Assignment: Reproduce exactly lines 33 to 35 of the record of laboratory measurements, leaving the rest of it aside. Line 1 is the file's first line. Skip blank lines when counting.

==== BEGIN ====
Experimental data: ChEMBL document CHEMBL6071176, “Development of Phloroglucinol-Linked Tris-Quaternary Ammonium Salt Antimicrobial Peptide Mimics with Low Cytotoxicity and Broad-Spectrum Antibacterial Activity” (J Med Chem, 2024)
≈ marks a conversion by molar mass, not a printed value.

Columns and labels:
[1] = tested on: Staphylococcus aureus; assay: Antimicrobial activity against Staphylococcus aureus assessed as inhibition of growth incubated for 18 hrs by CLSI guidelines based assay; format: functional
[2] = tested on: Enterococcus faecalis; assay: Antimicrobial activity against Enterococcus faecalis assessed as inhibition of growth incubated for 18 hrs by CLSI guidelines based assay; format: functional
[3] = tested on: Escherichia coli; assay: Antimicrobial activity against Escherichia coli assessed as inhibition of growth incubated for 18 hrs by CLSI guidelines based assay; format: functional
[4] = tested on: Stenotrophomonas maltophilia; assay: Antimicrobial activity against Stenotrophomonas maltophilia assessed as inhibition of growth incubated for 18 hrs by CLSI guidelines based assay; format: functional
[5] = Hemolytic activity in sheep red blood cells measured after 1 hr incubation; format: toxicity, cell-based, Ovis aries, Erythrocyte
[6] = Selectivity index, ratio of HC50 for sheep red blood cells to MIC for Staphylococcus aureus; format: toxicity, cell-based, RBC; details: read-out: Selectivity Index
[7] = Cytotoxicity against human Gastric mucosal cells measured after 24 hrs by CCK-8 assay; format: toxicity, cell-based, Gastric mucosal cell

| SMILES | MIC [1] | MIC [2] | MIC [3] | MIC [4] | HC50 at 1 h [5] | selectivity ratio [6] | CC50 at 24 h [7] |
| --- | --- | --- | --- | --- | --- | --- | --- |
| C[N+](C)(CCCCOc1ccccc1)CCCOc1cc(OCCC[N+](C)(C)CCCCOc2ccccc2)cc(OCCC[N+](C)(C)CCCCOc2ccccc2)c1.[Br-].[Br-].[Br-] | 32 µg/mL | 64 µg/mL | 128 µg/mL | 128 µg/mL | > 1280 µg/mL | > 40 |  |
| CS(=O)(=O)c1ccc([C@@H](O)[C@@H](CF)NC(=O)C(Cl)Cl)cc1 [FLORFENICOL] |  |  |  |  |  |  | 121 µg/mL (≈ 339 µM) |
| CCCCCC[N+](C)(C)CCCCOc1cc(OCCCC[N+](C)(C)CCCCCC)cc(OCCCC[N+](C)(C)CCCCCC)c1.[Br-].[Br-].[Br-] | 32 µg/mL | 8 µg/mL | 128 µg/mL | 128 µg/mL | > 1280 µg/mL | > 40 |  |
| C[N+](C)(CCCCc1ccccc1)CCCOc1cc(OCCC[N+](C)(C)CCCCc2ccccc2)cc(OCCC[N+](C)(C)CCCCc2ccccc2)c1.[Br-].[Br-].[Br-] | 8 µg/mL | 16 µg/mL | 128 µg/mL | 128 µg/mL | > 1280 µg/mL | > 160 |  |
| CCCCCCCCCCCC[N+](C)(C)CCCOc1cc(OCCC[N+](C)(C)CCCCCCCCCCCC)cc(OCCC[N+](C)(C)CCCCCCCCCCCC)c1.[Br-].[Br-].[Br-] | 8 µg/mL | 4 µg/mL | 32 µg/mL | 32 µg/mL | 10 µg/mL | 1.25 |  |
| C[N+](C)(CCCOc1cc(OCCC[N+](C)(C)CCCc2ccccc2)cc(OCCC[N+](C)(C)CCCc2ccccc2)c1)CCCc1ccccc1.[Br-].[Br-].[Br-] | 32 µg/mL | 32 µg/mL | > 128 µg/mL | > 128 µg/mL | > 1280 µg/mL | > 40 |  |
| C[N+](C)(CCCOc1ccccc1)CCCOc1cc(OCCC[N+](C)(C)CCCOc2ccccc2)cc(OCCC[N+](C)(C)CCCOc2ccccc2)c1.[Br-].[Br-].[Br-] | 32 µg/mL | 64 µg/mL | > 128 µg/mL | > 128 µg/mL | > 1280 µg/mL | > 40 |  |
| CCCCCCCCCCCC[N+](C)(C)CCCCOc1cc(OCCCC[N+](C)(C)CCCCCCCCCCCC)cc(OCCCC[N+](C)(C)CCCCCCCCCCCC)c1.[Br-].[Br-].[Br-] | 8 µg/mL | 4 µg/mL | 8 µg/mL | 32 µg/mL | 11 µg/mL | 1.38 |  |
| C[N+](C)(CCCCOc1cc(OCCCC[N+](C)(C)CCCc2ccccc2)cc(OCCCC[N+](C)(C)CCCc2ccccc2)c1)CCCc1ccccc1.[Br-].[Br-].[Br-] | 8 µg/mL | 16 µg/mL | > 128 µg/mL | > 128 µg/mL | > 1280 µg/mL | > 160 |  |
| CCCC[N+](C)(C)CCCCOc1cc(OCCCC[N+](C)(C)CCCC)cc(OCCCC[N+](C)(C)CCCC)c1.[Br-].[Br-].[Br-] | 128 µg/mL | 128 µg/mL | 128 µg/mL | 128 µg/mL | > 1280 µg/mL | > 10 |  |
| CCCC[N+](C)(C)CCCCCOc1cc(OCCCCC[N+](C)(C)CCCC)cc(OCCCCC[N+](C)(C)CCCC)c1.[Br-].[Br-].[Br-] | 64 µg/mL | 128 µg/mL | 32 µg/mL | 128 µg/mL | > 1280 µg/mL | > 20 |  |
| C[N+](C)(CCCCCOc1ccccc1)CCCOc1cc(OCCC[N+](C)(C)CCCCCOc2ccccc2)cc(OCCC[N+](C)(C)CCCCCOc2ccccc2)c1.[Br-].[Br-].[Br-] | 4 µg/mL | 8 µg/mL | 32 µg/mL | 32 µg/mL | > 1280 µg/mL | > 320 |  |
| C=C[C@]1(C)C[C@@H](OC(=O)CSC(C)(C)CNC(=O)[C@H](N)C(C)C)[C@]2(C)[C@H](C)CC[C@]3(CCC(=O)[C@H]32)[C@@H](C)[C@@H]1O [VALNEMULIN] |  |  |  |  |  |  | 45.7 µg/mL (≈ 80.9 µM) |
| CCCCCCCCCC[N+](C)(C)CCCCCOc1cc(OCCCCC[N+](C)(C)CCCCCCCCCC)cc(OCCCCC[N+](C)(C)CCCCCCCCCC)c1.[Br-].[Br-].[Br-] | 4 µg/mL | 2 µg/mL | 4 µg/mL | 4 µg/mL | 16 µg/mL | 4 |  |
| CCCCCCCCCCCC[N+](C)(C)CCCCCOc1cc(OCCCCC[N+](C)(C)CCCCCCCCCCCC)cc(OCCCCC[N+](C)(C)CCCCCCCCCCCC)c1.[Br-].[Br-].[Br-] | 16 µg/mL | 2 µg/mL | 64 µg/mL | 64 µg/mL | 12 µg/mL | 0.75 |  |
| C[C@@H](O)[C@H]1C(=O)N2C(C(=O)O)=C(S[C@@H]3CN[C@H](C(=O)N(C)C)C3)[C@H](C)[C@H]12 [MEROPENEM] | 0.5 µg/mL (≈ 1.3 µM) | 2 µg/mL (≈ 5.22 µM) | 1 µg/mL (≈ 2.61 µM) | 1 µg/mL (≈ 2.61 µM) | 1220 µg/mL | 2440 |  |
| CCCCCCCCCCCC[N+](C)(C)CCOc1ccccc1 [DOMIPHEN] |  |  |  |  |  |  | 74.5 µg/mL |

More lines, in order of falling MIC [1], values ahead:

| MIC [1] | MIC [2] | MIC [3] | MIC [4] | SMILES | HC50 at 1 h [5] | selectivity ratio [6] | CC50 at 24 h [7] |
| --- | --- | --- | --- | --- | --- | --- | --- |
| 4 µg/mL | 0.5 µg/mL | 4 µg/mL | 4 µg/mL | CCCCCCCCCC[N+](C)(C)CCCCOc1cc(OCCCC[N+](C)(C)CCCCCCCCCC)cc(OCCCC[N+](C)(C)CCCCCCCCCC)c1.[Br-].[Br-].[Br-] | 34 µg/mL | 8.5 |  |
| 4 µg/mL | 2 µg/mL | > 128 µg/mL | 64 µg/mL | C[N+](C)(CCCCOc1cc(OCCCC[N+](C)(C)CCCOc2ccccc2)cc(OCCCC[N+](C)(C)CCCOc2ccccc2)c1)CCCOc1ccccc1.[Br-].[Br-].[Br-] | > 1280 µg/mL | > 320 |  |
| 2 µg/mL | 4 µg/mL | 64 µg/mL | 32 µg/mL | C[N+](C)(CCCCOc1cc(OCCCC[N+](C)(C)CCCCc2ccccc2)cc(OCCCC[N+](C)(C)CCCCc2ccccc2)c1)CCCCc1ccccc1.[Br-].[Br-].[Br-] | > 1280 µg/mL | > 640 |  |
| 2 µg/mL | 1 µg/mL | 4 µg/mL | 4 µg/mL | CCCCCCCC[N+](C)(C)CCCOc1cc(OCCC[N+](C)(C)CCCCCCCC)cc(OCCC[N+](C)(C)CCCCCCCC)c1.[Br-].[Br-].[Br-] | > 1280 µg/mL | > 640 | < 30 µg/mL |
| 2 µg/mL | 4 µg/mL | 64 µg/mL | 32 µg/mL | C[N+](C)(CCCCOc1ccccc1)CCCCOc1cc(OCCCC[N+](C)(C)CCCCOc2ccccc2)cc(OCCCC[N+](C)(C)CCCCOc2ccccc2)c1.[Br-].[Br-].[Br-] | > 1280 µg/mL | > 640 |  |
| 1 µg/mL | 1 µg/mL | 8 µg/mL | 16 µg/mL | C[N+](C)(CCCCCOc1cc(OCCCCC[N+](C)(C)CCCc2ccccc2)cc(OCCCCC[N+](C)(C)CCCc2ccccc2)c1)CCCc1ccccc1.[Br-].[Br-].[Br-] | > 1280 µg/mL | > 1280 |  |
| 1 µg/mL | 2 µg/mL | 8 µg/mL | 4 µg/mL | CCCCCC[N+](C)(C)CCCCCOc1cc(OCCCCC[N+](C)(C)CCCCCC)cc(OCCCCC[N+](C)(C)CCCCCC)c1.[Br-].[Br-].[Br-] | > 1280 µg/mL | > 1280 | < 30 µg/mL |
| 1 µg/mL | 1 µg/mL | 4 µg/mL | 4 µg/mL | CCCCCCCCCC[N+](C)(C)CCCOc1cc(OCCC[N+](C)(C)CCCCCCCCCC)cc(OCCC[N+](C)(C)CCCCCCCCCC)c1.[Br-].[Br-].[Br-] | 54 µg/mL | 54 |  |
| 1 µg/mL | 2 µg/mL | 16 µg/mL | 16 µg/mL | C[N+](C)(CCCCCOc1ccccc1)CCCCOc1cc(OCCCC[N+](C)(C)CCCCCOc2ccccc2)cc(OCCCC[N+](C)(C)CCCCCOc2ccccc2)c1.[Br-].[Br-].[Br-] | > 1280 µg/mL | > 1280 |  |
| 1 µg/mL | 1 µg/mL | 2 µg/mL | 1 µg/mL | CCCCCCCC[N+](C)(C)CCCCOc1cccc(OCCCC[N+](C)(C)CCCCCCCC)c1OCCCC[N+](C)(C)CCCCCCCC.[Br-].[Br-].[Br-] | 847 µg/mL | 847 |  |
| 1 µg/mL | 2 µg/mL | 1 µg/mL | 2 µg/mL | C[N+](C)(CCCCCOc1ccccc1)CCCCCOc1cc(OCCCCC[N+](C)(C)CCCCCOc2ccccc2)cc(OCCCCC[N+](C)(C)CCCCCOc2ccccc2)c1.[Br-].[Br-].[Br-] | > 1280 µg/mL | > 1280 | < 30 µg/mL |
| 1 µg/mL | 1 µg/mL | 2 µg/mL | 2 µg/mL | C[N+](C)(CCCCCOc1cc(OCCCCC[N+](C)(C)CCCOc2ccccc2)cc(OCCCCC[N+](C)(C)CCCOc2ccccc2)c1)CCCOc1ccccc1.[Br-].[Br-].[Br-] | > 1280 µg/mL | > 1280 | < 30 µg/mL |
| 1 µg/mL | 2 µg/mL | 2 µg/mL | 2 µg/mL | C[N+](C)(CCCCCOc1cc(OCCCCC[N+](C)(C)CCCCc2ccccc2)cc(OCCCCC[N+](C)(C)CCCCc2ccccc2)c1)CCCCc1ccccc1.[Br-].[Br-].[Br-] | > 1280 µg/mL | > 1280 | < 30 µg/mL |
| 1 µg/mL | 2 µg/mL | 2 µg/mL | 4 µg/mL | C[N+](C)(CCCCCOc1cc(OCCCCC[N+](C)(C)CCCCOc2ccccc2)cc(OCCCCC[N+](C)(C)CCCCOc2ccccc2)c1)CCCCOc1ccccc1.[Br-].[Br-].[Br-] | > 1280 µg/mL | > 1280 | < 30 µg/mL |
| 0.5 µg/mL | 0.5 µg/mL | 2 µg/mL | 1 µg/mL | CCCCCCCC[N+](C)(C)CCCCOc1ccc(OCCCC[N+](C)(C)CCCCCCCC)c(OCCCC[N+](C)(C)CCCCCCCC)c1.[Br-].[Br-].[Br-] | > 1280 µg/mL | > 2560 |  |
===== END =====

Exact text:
| 4 µg/mL | 0.5 µg/mL | 4 µg/mL | 4 µg/mL | CCCCCCCCCC[N+](C)(C)CCCCOc1cc(OCCCC[N+](C)(C)CCCCCCCCCC)cc(OCCCC[N+](C)(C)CCCCCCCCCC)c1.[Br-].[Br-].[Br-] | 34 µg/mL | 8.5 |  |
| 4 µg/mL | 2 µg/mL | > 128 µg/mL | 64 µg/mL | C[N+](C)(CCCCOc1cc(OCCCC[N+](C)(C)CCCOc2ccccc2)cc(OCCCC[N+](C)(C)CCCOc2ccccc2)c1)CCCOc1ccccc1.[Br-].[Br-].[Br-] | > 1280 µg/mL | > 320 |  |
| 2 µg/mL | 4 µg/mL | 64 µg/mL | 32 µg/mL | C[N+](C)(CCCCOc1cc(OCCCC[N+](C)(C)CCCCc2ccccc2)cc(OCCCC[N+](C)(C)CCCCc2ccccc2)c1)CCCCc1ccccc1.[Br-].[Br-].[Br-] | > 1280 µg/mL | > 640 |  |